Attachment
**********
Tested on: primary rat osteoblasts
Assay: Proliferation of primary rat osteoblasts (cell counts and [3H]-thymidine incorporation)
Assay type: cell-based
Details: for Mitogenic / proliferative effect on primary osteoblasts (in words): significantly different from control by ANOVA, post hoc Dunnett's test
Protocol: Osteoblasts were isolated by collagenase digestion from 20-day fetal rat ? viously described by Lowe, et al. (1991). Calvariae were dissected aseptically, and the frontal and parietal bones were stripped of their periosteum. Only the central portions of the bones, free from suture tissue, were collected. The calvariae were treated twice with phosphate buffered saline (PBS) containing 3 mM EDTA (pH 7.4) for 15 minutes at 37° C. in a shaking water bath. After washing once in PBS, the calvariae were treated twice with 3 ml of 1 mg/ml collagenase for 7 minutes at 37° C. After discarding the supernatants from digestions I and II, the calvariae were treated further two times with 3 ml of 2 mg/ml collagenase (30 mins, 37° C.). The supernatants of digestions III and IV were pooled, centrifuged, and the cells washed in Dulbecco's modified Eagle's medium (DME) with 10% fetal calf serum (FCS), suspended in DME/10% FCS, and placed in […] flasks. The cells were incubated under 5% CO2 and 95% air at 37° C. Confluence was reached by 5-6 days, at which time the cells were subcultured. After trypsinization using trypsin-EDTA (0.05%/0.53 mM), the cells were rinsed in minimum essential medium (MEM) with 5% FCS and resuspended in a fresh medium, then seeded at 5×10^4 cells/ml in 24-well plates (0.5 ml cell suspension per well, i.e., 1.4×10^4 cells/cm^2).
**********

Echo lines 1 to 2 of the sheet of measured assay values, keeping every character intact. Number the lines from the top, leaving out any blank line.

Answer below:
Tested on: primary rat osteoblasts
Assay: Proliferation of primary rat osteoblasts (cell counts and [3H]-thymidine incorporation)